Baillie realised there was a trap, so sent his army on a march along the bottom edge of the map, from the left of the table, using dead ground as much as possible, heading to the high ground beyond the mill at Auchinrivoch, which would place him above and behind Montrose's left flank. If Montrose withdrew, or even just sat there, Baillie was happy to sit and wait for a reinforcement commanded by the Earl of Lanark, which was thought to be coming from the west.

 

[This initiative of Baillie’s effectively turns the traditionally accepted Kilsyth battlefield through 90 degrees.]

 

However, two things went wrong for Baillie:

 

(1) Montrose became aware of the flanking move, and rushed his army to face to their left - their positions on the table reflect how quickly the units could move, and where they were starting from.

 

(2) for some reason, the small Commanded Shot unit (under Maj Haldane), which was to lead the Foot units to Auchinrivoch, and Home's (veteran) regt of Foot saw highlanders on the other side of the little valley, apparently looking a bit disordered, and deduced that Montrose's chaps were retreating over the mountains (north); thus both units stopped marching up to the mill, and turned to attack directly. Baillie failed to correct this, and was obliged to throw in as much as he could to make the best of this premature attack. Game on.

 

 



 
I'll give a very quick resumé of the game, and let the captions to the photos provide a little more detail.

 

Baillie decided that, though he had not wished to start an attack before his right wing troops reached their intended position above Montrose's left flank, the potential unsteadiness of the Highland troops in Montrose's centre gave an opportunity to gain the initiative; the Government troops got off to a brisk start, taking a 2-0 lead on VPs (7 needed for the victory), eliminating one of the Clan groups, plus one of Mac Colla's Irish battalions, and occupying the enclosure at Auchinvalley.

 

Subsequently Montrose's horse got themselves organised on their own left, made very short work of their Government equivalents, and rolled up Baillie's army from the flank. The game ended with Montrose in a decisive 7-2 lead. History is vindicated once again, though Balcarres, commanding the Government horse, was badly at fault for the collapse and the exposure of Baillie's right. 

 

I must thank JBM for his excellent company, and some real laughs along the way.

 

This was my last fluttering for a while - 2 days later I was laid out with the flu, and managed to hurt my back, coughing, (not recommended as a plea for a hero's sympathy), so I missed the entire Holiday period.

 

Oh well... 


 
Initial situation, from behind Baillie's left flank - yellow counters mark Raw troops, red counters Veterans

 
And, again, the starting position, this time from Baillie's right
 
 
This is Montrose's hastily improvised line, from his own left - Veteran Irish troops in the centre, Highlanders beyond them
 
 
The Highlanders are moved forward around the enclosure at Auchinvalley Farm
 
 
Baillie's inexperienced reserve troops, Fife infantry under John Leslie, take up a strong position on the left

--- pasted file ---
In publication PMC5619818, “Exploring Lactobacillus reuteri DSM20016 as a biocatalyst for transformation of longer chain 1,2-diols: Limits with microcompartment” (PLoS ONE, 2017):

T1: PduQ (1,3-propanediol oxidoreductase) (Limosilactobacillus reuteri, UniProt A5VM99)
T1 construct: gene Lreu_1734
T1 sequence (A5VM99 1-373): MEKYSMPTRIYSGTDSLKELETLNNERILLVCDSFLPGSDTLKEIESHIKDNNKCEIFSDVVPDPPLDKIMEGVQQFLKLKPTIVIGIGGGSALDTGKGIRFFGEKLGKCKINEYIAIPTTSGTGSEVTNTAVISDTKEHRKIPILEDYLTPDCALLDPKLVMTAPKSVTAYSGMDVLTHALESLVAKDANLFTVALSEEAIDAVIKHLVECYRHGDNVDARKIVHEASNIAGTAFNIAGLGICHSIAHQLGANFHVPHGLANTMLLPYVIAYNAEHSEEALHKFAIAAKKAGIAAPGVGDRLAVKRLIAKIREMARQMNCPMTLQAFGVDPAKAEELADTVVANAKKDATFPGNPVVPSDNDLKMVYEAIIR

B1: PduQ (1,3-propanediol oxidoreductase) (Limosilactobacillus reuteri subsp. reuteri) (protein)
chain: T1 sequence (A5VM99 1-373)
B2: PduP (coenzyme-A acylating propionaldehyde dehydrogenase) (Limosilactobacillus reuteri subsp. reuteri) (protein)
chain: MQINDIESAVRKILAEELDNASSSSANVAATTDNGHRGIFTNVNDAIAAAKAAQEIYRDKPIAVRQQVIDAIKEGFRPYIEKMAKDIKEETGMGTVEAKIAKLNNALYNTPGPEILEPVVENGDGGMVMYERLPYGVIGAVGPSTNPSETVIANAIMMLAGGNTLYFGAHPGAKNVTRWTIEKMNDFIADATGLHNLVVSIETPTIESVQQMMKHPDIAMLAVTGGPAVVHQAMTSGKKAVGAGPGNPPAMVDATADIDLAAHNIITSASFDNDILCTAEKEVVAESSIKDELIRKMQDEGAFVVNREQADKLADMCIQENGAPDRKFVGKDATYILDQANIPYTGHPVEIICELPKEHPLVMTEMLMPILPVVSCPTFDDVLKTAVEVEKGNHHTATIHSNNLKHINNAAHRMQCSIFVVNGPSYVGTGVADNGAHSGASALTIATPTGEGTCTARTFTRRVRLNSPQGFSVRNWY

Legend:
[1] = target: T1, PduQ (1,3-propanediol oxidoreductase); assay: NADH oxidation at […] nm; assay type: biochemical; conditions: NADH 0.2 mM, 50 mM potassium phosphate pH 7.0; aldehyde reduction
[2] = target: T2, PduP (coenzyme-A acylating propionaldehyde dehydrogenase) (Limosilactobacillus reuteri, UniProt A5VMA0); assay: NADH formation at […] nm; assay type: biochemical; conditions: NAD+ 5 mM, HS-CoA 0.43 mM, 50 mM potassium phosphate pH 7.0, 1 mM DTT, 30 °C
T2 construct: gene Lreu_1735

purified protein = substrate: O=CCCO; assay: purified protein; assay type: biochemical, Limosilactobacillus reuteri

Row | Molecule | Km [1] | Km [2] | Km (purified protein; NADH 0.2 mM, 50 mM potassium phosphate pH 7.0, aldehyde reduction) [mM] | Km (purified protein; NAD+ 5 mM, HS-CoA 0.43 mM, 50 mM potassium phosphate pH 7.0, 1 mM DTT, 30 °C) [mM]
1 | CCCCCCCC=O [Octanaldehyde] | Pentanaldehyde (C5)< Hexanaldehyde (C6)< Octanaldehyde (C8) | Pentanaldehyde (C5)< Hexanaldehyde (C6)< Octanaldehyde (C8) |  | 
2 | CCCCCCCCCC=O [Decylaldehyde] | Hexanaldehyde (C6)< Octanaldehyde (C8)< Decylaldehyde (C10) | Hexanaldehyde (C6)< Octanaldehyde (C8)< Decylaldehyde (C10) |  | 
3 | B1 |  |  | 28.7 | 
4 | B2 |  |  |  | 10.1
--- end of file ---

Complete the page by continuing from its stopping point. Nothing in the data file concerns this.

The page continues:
Early success for the Government; Robert Home's RoF, supported by Haldane's Commanded Shot, take the enclosure and do some major damage to the Highlanders
 
 
One further piece of ill-fortune for the Rebel troops at this point was being required to draw a "Chaunce" card, which revealed that all of Montrose's mounted troops had been supplied fodder contaminated with chickweed, which slowed them down for the rest of the day [it has to be said they did pretty well on it, at that...]. Here Airlie and Nat Gordon sort out the Royalist horse on their left wing

 
Mac Colla (base #11?) brings up his Irish troops. Beyond them we see Montrose (mounted, accompanied by the King's standard), attempting to calm down the Highlanders after a nervous start
 
 
The Earl of Balcarres, with the Government horse and the leading part of Baillie's intended infantry advance, gains the high ground beyond the windmill at Auchinrivoch
 
 
At this point, Baillie thought things were going pretty well...
 
 
Through total stupidity, Balcarres miscalculated an opportunistic attack on the Rebel horse (forgetting that "Trotter"-type horse may travel 3 hexes, but only 2 if they intend to fight anyone when they get there), and was very badly beaten
 
 
Now, suddenly and very clearly, Baillie could see that the failure of his cavalry had completely exposed his right flank. Bad news. With the inspirational support of his personal chaplain, he attempted to consolidate the troops in his centre, who seemed less than impressed with the idea

 
The asides of glory; one of the Highland clan units was sent to the rear by a Chaunce card, to replace poor-quality powder they had been provided with - they received occasional encouraging news from the front...
 
 
...and now it comes; the Rebels roll up Baillie's right - in particular, Airlie's horse did a formidable amount of damage at this stage... (if there is a Man of the Match award for the day, they probably deserved it)


 
Far from Fife, and fed-up - Henderson of Fordell's lads wonder if it is time to go home yet
 
 
Mac Colla (back corner with the ridiculous axe) takes the enclosure again, with one of his very fierce Veteran Irish units. Mac Colla's standard (which I believe is the MacDonald flag of the Lord of the Isles) is also in the field, to indicate where Mac Colla has got to
 
 
General impression of the end of the day, with Montrose's cavalry sweeping around the Government flank - it looks like a very long walk back to Stirling, gentlemen
 


Sunday 1 January 2023

Happy New Year 2023

 We had a very quiet night here last night. Nothing at all to write about, but my son, being rather more dynamic, went out for a walk yesterday evening (last year!) near his student flat.


Here's a view from a very damp Glasgow; looking south across the River Clyde towards the BBC Scotland building (which is in what I believe is Govan, though I'm not an expert). Looks like it was a quiet evening in Glasgow, too.

All the very best to anyone who visits this blog. May the new year bring us all something to be at least a little hopeful about!